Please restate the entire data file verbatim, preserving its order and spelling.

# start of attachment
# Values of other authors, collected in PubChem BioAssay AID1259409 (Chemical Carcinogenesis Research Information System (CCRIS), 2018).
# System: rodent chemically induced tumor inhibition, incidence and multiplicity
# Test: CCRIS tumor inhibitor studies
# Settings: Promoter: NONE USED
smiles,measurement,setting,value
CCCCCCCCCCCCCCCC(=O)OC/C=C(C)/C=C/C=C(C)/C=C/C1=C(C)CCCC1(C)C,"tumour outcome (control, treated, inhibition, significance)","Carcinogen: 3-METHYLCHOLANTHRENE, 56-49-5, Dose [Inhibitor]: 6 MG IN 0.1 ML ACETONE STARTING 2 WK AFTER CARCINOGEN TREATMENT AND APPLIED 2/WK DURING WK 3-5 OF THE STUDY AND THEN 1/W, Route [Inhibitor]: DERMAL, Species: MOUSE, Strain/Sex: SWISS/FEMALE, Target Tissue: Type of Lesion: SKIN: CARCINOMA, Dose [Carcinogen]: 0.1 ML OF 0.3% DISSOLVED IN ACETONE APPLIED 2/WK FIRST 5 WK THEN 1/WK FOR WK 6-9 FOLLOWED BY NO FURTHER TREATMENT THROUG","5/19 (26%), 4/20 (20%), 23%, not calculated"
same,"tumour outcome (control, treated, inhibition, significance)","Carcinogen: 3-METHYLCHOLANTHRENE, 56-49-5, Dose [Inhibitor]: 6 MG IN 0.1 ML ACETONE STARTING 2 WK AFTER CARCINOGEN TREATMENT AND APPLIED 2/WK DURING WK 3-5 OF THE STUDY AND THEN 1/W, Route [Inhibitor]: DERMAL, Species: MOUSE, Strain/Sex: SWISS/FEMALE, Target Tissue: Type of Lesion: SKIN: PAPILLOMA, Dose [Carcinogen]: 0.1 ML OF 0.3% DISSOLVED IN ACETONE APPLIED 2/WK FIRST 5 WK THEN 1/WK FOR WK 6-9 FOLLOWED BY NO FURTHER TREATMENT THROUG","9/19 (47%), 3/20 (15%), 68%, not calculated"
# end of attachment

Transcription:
# Values of other authors, collected in PubChem BioAssay AID1259409 (Chemical Carcinogenesis Research Information System (CCRIS), 2018).
# System: rodent chemically induced tumor inhibition, incidence and multiplicity
# Test: CCRIS tumor inhibitor studies
# Settings: Promoter: NONE USED
smiles,measurement,setting,value
CCCCCCCCCCCCCCCC(=O)OC/C=C(C)/C=C/C=C(C)/C=C/C1=C(C)CCCC1(C)C,"tumour outcome (control, treated, inhibition, significance)","Carcinogen: 3-METHYLCHOLANTHRENE, 56-49-5, Dose [Inhibitor]: 6 MG IN 0.1 ML ACETONE STARTING 2 WK AFTER CARCINOGEN TREATMENT AND APPLIED 2/WK DURING WK 3-5 OF THE STUDY AND THEN 1/W, Route [Inhibitor]: DERMAL, Species: MOUSE, Strain/Sex: SWISS/FEMALE, Target Tissue: Type of Lesion: SKIN: CARCINOMA, Dose [Carcinogen]: 0.1 ML OF 0.3% DISSOLVED IN ACETONE APPLIED 2/WK FIRST 5 WK THEN 1/WK FOR WK 6-9 FOLLOWED BY NO FURTHER TREATMENT THROUG","5/19 (26%), 4/20 (20%), 23%, not calculated"
same,"tumour outcome (control, treated, inhibition, significance)","Carcinogen: 3-METHYLCHOLANTHRENE, 56-49-5, Dose [Inhibitor]: 6 MG IN 0.1 ML ACETONE STARTING 2 WK AFTER CARCINOGEN TREATMENT AND APPLIED 2/WK DURING WK 3-5 OF THE STUDY AND THEN 1/W, Route [Inhibitor]: DERMAL, Species: MOUSE, Strain/Sex: SWISS/FEMALE, Target Tissue: Type of Lesion: SKIN: PAPILLOMA, Dose [Carcinogen]: 0.1 ML OF 0.3% DISSOLVED IN ACETONE APPLIED 2/WK FIRST 5 WK THEN 1/WK FOR WK 6-9 FOLLOWED BY NO FURTHER TREATMENT THROUG","9/19 (47%), 3/20 (15%), 68%, not calculated"